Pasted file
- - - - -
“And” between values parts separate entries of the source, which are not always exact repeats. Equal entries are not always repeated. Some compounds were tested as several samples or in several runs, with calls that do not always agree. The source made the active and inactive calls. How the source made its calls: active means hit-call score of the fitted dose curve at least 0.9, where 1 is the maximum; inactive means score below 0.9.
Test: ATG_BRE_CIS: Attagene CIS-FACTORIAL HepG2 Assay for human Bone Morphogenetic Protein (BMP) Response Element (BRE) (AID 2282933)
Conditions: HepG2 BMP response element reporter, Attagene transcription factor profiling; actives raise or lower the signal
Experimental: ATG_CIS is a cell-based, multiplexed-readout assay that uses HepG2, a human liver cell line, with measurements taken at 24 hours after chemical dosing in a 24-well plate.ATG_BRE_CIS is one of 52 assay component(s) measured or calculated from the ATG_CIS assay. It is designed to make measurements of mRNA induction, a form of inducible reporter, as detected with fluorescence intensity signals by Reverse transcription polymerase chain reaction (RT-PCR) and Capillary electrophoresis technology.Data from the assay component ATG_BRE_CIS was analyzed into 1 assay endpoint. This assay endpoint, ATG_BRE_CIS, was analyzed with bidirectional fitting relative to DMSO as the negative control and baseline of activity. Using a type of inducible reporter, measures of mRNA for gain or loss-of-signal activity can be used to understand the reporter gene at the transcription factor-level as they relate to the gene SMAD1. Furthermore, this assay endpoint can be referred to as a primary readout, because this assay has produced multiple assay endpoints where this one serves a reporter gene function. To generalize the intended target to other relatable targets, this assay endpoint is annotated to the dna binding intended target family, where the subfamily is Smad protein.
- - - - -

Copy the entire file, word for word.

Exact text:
“And” between values parts separate entries of the source, which are not always exact repeats. Equal entries are not always repeated. Some compounds were tested as several samples or in several runs, with calls that do not always agree. The source made the active and inactive calls. How the source made its calls: active means hit-call score of the fitted dose curve at least 0.9, where 1 is the maximum; inactive means score below 0.9.
Test: ATG_BRE_CIS: Attagene CIS-FACTORIAL HepG2 Assay for human Bone Morphogenetic Protein (BMP) Response Element (BRE) (AID 2282933)
Conditions: HepG2 BMP response element reporter, Attagene transcription factor profiling; actives raise or lower the signal
Experimental: ATG_CIS is a cell-based, multiplexed-readout assay that uses HepG2, a human liver cell line, with measurements taken at 24 hours after chemical dosing in a 24-well plate.ATG_BRE_CIS is one of 52 assay component(s) measured or calculated from the ATG_CIS assay. It is designed to make measurements of mRNA induction, a form of inducible reporter, as detected with fluorescence intensity signals by Reverse transcription polymerase chain reaction (RT-PCR) and Capillary electrophoresis technology.Data from the assay component ATG_BRE_CIS was analyzed into 1 assay endpoint. This assay endpoint, ATG_BRE_CIS, was analyzed with bidirectional fitting relative to DMSO as the negative control and baseline of activity. Using a type of inducible reporter, measures of mRNA for gain or loss-of-signal activity can be used to understand the reporter gene at the transcription factor-level as they relate to the gene SMAD1. Furthermore, this assay endpoint can be referred to as a primary readout, because this assay has produced multiple assay endpoints where this one serves a reporter gene function. To generalize the intended target to other relatable targets, this assay endpoint is annotated to the dna binding intended target family, where the subfamily is Smad protein.